Neutrinos are one of the more intriguing particles produced at Fermilab. These particles are similar to electrons; however, as their name suggests, neutrinos have no charge. They also have a very low “interaction probability.” This means that neutrinos can pass through matter – rock, steel, people – without affecting it. Unfortunately, scientists can only learn things about neutrinos when they interact with matter, so… what to do?
We were fortunate to receive a guided tour by two of the engineers that help keep the neutrino experiments up and running. They first explained the safety protocol should any calamity strike while we were deep underground. The neutrinos aren’t dangerous, but some of the chemicals in the detection devices could make the confined air toxic. We were then led into a construction hoist that loudly lowered us into the neutrino testing tunnel, about 330 feet below ground. The descent added an apropos element of adventure to the tour.
The earth shields the experiments from ambient neutrons showered on us by the sun. Neutrons are different from neutrinos, but they also have some unique properties. Scientists at Fermilab create neutrons that can be used in cancer therapy. http://en.wikipedia.org/wiki/Fast_neutron_therapy Although it may sound like futuristic science fiction, the first patients were actually treated in 1976.
Back to the neutrinos… here’s how the experiments work. Engineers at Fermilab are able to peel off some of the particles from the high energy beam and direct them at a graphite target. A shower of particles called pions is created. The pions then decay after some distance into muons and neutrinos. An absorber composed of aluminum, steel, and concrete captures all remaining particles except the neutrinos (remember they can pass through anything).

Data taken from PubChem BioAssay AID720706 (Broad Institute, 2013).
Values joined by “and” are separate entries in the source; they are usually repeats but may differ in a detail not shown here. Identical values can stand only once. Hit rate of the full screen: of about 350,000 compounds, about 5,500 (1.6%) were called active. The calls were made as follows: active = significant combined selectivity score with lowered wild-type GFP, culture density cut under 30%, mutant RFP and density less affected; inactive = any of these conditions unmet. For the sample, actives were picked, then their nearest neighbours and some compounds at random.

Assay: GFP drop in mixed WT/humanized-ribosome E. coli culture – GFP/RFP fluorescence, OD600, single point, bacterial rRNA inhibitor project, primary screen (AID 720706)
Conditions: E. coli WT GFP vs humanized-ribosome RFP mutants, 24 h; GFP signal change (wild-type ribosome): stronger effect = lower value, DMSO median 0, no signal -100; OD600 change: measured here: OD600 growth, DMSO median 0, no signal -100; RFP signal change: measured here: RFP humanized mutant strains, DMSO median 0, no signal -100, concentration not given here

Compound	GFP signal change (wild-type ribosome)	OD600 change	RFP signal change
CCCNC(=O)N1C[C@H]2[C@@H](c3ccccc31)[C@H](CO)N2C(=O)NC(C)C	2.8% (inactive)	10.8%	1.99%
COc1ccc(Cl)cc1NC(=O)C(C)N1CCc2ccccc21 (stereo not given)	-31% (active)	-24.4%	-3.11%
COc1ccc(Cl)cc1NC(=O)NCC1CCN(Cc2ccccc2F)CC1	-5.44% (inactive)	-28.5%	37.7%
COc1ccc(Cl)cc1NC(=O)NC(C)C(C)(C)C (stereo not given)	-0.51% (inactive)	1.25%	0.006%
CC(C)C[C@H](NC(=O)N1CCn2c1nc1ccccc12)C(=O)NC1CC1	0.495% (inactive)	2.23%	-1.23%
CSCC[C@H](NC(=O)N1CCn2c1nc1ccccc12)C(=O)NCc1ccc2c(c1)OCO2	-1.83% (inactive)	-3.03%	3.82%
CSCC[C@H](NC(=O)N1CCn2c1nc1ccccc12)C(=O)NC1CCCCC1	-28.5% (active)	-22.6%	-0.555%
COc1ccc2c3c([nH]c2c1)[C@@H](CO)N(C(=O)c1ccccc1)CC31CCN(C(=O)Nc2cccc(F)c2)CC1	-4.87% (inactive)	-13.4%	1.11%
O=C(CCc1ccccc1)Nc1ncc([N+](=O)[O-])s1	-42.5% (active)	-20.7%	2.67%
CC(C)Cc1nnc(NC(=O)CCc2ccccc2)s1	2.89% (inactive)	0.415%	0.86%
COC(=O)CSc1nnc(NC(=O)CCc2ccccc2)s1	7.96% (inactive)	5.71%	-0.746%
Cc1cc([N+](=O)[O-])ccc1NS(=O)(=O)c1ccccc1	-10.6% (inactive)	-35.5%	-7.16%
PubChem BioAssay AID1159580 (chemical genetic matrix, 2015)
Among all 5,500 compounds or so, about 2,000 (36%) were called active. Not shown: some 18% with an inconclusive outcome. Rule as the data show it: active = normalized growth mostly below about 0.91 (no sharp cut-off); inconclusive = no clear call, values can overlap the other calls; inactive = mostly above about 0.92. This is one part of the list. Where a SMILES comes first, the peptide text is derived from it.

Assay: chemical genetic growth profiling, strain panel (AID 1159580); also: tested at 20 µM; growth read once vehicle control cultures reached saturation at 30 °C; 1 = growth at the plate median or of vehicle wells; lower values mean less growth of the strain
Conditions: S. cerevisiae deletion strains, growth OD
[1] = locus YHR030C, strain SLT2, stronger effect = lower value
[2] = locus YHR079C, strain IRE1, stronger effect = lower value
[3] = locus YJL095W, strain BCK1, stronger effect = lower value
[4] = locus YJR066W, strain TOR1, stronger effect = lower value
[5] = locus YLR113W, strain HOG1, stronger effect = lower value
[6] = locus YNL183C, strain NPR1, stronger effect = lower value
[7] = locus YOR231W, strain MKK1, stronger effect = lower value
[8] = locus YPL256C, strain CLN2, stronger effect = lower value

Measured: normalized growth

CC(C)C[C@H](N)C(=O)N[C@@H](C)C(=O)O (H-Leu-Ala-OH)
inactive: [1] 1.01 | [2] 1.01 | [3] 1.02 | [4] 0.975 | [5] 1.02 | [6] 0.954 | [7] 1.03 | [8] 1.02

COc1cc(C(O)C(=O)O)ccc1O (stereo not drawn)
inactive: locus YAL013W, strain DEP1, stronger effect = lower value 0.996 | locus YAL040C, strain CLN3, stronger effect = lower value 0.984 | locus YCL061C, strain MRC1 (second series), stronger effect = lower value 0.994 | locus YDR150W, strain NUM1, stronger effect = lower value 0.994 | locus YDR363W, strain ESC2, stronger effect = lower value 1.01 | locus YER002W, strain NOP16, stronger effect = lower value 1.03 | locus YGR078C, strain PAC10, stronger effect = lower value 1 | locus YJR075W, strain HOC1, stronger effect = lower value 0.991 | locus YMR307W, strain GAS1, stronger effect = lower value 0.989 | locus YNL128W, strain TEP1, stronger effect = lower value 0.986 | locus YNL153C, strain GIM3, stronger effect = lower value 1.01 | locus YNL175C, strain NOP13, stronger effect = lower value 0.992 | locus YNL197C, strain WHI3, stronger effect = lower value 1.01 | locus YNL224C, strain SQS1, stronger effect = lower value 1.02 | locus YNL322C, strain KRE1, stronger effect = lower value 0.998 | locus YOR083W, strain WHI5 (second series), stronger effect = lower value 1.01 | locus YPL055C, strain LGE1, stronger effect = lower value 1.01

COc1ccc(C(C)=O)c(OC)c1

Then the neutrinos pass through a detector consisting of alternating steel plates and plastic photon collectors. About 1 in 10 billion neutrinos will actually contact a particle within the steel plates. This will cause of very small explosion sending photons into the plastic “scintillator.” The light is captured and turned into an electronic pulse that can be recorded by computers.
Most of the neutrinos continue right through the testing devices and out the back wall. Some 730 km downstream another detector has been constructed in a mineshaft in northern Minnesota. Only a few neutrinos each day make it to the second collector. Along the way some neutrinos change “flavor” – the physicists’ words not mine. Another interesting outcome is that this change allows scientists to measure the difference in mass of different types of neutrinos.
When the tests started, no one realized that neutrinos had any mass. This revelation caused a re-write of the Standard Model of particle physics. http://en.wikipedia.org/wiki/Standard_Model The research performed on neutrinos at Fermilab will help physicists better understand the make-up of the universe. Physicists admit that we can only see about 75% of the “stuff” out there in the universe. The stuff we can’t see is called dark matter and neutrinos might account for some of it.
The research being performed at Fermilab on neutrinos, particle collisions, and neutron therapy will greatly expand our understanding of the universe. The physicists and engineers at Fermilab are like explorers on their way to some undiscovered country. It’s really cool to think that the frontier of science is just a few miles outside of Chicago.